Qantas says it is well positioned for the future thanks to its transformation program after reporting a drop in full year profit amid weakness in the resources sector and intense competition on international routes.
Net profit for the 12 months to June 30 2017 came in at $852 million, down 17.2 per cent from $1.03 billion in the prior corresponding period. The result was below market forecasts of $1.1 billion.
Revenue fell 0.9 per cent to $16.1 billion, Qantas said in a regulatory filing to the Australian Securities Exchange on Friday.
Qantas chief executive Alan Joyce said it was the company’s second highest result in its history.
“Our domestic business got stronger, with growth in the business and leisure segments more that offsetting a continued decline in resources,” Joyce said in prepared remarks.
“Qantas international came under continued pressure from excess capacity in the market, but these forces eased later in the year.”
After posting the highest profits in its history in 2015/16, Qantas has battled increased competition on international routes and a sluggish domestic market that is weighed down by weakness in the mining and resources sectors.
In response, the airline group has been taking domestic capacity out of states such as Queensland and Western Australia that have been most heavily impacted by the changes in the mining industry and redeploying those aircraft on more profitable routes on the east coast.
And despite the rush on new capacity on international routes, Qantas has found opportunities to expand its overseas flying such as a seasonal return to Osaka Kansai and new widebody services on Sydney-Auckland following the withdrawal of alliance partner Emirates’ A380 tag flights from the route.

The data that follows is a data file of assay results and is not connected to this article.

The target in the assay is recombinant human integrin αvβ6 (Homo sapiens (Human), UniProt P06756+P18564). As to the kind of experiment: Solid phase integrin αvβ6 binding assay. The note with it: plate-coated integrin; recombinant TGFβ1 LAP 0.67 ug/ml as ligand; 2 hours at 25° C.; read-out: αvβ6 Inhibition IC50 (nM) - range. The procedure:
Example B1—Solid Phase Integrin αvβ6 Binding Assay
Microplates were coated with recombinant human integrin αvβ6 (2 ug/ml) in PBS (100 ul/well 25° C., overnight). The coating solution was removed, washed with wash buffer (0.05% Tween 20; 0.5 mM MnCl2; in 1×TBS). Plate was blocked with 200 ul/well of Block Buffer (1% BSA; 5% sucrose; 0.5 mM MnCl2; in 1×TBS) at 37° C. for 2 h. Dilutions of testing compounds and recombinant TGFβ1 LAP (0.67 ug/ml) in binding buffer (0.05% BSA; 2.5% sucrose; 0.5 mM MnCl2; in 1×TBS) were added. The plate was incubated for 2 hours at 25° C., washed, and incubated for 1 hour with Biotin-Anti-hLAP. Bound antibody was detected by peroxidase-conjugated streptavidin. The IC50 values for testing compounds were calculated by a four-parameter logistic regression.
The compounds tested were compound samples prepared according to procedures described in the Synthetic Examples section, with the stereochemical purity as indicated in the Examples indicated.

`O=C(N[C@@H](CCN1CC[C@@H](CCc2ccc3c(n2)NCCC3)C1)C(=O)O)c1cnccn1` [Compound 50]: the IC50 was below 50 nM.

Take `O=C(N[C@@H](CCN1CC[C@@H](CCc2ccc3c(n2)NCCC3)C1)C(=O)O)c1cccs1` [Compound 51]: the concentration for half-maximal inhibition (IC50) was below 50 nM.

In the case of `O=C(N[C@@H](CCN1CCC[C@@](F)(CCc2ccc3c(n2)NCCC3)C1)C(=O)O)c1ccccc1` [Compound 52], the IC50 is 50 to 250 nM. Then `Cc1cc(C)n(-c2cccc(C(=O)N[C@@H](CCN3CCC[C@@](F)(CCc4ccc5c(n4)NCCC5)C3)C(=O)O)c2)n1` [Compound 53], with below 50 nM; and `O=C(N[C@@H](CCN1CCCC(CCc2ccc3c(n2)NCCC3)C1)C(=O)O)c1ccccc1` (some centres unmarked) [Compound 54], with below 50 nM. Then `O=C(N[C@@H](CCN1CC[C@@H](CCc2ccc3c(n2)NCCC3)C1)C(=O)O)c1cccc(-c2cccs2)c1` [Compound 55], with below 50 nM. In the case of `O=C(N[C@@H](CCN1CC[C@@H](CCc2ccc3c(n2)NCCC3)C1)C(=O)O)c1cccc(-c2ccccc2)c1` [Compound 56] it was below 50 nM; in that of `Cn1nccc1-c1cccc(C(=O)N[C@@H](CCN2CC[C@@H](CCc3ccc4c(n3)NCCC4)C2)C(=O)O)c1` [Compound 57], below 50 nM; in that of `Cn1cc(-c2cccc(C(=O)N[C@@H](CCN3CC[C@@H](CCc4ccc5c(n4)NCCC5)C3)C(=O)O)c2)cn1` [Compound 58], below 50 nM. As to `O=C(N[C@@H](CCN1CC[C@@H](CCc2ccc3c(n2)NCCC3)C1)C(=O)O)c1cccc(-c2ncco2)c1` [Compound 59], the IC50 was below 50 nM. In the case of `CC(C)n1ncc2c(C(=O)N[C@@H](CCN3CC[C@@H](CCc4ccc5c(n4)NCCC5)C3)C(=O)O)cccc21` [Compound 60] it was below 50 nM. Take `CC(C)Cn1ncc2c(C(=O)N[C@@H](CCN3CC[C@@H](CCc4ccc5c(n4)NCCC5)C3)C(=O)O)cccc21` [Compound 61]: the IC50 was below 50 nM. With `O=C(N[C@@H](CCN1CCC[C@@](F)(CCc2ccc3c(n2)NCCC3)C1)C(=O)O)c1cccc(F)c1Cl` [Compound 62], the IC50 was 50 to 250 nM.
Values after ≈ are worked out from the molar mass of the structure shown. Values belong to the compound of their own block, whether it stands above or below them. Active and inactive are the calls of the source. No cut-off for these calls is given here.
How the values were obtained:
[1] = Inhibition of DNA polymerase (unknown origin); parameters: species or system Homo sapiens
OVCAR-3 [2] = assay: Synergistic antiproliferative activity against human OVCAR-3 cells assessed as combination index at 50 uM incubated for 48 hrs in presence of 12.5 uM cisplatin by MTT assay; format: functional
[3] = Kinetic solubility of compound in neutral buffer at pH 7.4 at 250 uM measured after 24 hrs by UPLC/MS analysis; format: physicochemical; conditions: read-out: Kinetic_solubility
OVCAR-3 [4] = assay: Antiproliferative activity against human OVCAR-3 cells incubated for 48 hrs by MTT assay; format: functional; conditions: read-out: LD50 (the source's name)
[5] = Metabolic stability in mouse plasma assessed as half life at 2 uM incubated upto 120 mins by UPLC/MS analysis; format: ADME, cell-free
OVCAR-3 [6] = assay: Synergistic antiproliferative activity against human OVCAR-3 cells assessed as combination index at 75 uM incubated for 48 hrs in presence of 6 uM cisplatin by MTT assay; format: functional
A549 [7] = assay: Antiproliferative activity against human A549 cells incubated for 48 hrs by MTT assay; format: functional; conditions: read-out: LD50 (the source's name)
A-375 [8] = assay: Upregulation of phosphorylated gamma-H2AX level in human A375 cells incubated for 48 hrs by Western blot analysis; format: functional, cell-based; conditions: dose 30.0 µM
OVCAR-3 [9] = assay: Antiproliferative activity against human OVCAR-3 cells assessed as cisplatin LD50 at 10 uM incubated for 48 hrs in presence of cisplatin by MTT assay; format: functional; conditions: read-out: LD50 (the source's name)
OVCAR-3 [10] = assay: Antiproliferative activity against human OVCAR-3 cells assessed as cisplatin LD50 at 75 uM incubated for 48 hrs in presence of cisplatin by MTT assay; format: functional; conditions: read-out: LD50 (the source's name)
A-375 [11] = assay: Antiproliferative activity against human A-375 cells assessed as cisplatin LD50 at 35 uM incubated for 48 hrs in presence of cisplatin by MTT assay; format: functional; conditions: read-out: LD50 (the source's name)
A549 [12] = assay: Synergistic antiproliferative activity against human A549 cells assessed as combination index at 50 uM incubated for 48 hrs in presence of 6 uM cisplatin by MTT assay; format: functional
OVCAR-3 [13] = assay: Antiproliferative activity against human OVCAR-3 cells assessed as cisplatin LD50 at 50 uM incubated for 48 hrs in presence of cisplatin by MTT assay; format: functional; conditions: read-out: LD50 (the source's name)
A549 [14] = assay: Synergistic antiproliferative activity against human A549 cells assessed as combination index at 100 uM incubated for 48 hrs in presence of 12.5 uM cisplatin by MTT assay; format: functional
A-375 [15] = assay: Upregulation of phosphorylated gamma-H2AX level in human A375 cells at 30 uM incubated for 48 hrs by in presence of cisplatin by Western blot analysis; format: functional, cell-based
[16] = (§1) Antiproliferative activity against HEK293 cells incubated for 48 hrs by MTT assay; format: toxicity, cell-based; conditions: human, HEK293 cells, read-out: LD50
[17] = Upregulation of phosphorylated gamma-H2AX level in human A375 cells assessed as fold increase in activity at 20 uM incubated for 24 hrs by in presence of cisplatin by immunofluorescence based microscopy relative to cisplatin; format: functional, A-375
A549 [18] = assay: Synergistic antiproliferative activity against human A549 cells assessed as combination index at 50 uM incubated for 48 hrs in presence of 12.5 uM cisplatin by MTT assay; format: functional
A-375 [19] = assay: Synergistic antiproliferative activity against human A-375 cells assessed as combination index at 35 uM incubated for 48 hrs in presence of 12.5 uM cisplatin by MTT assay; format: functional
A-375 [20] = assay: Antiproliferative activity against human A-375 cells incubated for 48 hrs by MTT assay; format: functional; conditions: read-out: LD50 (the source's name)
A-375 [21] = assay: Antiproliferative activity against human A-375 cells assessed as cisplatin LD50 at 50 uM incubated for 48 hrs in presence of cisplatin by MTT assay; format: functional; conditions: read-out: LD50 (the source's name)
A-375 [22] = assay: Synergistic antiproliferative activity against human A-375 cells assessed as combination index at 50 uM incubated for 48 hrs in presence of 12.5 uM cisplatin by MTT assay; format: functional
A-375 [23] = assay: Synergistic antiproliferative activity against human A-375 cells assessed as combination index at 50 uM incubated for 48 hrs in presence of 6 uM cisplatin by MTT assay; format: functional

The airline group is also aiming for cost savings of $400 million a year for the three years to 2019/20 led by its fleet renewal program as the Boeing 787-9 replaces older 747-400s and the use of new technology and innovation to support a more efficient operation both on the ground and in the air.
Qantas noted the drop in statutory profit in 2016/17 reflected the fact that the 2015/16 result included a one-off gain from the sale of the Sydney Airport domestic terminal.
Underlying profit before tax, which removes one-off items and was regarded as the best indication of financial performance, fell 8.4 per cent to $1.40 billion, from $1.53 billion achieved in 2015/16.
The result was within company guidance issued in May for underlying PBT to be between $1.35 billion and $1.40 billion and broadly in line with market consensus of $1.38 billion.
In terms of the outlook, Qantas said it planned to cut capacity in the domestic market across its Qantas and Jetstar units by one per cent in the first half of 2017/18, while unit revenues were tipped to increase on stronger demand.
And its international network capacity was forecast to expand five per cent as a consequence of previously announced net routes.
Meanwhile, Qantas said it would add more premium seats to its fleet of 12 Airbus A380 aircraft as part of a cabin upgrade set to commence in the second quarter of calendar 2019 and be completed by the end of 2020.
While the total number of seats would is being increased by one to 485, the split between the four cabin classes is changing.
First class stays the same at 14 seats, while the business cabin will expand to 70 seats, from 64 currently and feature the airline’s latest seat seen on the 787-9. There is a big increase in premium economy from 35 to 60 seats, while the economy cabin is being cut by 30 seats to 341 seats.
The upper deck will be reconfigured to only business and premium economy cabins, while first and economy will be on the lower deck.
“We’re seeing increased demand for premium economy and business class on the long-haul routes that the A380 operates, including from people using their Qantas points to upgrade,” Joyce said.
Qantas declared a final dividend of seven cents per share, unranked. It also announced an on-market share buyback worth $373 million.